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Thread: 132 Sqn Spitfire crash, 29 November 1941

  1. #11
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    I know what is written but have doubts about reports so still think of my uncle whom I never met was a great war hero.

  2. #12
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    Degem


    Report shows that my uncle only had 44 hours flying in Spitfires, the report said he broke away without permission. Suggest because it said lost comm with ground station that the flight did not know they were in fog and told my uncle to find the cloud base

  3. #13
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    I remember how important it is to tell aircraft what the QNH is for the area they are flying. If my uncle took off in a high pressure area then flew out over the sea and even returned when the fog hit his altimeter was unreliable, required ground station to transmit the Qnh for the area otherwise the altimeter was useless. With only the few hours he had in this aircraft someone more experienced should have be task to find the cloudbase

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    Default Re: 132 Sqn Spitfire crash, 29 November 1941

    New to this site and noticed this item. I am a retired journalist, and in 1971 was working for the Press and Journal - a daily newspaper covering the north of Scotland - and heard of an aircraft investigation near Peterhead. A photographer and I arrived at Tillymaud Farm to find an RAF team examining well-preserved wreckage of a Spitfire which had been uncovered by workers laying drainage pipes in an extensive but boggy field.
    Parts of the fuselage, including the wings and cockpit had been so well preserved in the peaty ground that even the instruments were still legible. The wartime camouflage and wing roundels were as they had been in the war. It was a remarkable and moving sight.
    The RAF team were busy gathering up live ammunition and the guns from the Spitfire, and kept the cockpit clock and compass. The glass was still intact.
    An elderly man came up and said he had been a school boy in autumn of 1941. It was a very misty day and he heard an aircraft overhead, then saw it fly with undercarriage lowered between two large houses nearby. He said the pilot obviously thought the large field was a safe landing place and the plane touched down and rolled on for some distance before plunging into the bog, leaving only the tip of the tail above ground. The pilot's body was recovered later.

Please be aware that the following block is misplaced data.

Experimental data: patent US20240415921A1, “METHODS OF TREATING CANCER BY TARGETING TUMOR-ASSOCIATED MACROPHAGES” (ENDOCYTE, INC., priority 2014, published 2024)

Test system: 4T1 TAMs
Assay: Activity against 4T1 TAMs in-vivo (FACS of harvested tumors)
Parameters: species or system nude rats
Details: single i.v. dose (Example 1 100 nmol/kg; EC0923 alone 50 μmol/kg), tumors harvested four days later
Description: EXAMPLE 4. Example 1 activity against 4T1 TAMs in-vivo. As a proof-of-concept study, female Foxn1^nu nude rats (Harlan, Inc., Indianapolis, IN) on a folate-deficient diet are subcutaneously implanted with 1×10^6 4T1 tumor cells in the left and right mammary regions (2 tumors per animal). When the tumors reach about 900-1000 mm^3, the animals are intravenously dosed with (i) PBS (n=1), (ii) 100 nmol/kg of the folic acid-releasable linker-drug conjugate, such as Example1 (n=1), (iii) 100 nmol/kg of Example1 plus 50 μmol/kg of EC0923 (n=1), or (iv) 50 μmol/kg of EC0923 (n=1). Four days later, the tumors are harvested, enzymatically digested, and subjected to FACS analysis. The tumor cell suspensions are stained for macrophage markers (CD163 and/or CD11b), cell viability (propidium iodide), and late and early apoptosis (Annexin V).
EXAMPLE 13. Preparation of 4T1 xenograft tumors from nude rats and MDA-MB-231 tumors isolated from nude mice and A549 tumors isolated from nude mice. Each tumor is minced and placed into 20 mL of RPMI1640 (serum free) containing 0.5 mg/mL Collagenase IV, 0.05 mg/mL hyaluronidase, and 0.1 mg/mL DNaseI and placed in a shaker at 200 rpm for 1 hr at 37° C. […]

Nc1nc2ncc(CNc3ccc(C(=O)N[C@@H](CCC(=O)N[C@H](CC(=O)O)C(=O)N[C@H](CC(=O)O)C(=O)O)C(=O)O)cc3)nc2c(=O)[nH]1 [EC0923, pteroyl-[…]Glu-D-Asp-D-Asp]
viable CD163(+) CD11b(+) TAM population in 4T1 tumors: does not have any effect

After the 1971 find, the remains of the Spitfire were reburied at the site. It will still be there, the team saying the engine was far further down.

  5. #15
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    Default Re: 132 Sqn Spitfire crash, 29 November 1941

    Quote Originally Posted by MacBeathan1545 View Post
    New to this site and noticed this item. I am a retired journalist, and in 1971 was working for the Press and Journal - a daily newspaper covering the north of Scotland - and heard of an aircraft investigation near Peterhead. A photographer and I arrived at Tillymaud Farm to find an RAF team examining well-preserved wreckage of a Spitfire which had been uncovered by workers laying drainage pipes in an extensive but boggy field.
    Parts of the fuselage, including the wings and cockpit had been so well preserved in the peaty ground that even the instruments were still legible. The wartime camouflage and wing roundels were as they had been in the war. It was a remarkable and moving sight.
    The RAF team were busy gathering up live ammunition and the guns from the Spitfire, and kept the cockpit clock and compass. The glass was still intact.
    An elderly man came up and said he had been a school boy in autumn of 1941. It was a very misty day and he heard an aircraft overhead, then saw it fly with undercarriage lowered between two large houses nearby. He said the pilot obviously thought the large field was a safe landing place and the plane touched down and rolled on for some distance before plunging into the bog, leaving only the tip of the tail above ground. The pilot's body was recovered later.
    After the 1971 find, the remains of the Spitfire were reburied at the site. It will still be there, the team saying the engine was far further down.
    Thanks for this, which is fascinating! Did you take/keep any photos of the excavation?

    Keith

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    Default Re: 132 Sqn Spitfire crash, 29 November 1941

    Hi,
    The article is in the Press and Journal 16th and 17th June 1971. Only one photo published of two RAF men with a compass.
    Alan.

  7. The Following User Says Thank You to AL90 For This Useful Post:

    Keith Bryers (25th November 2020)

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    Default Re: 132 Sqn Spitfire crash, 29 November 1941

    Quote Originally Posted by AL90 View Post
    Hi,
    The article is in the Press and Journal 16th and 17th June 1971. Only one photo published of two RAF men with a compass.
    Alan.
    Yes, that is correct. I should have the cutting somewhere.
    The RAF chaps removed quite a lot of .303 ammo and also took the clock from the cockpit, the instrument panel was rather bent but the dials incredibly intact thanks to the peaty and oily ground.
    They also said the old man I had spoken to had earlier talked to them, and they had presented him with aluminium catch from the cockpit canopy (I think) that was inscribed with Supermarine or Spitfire?

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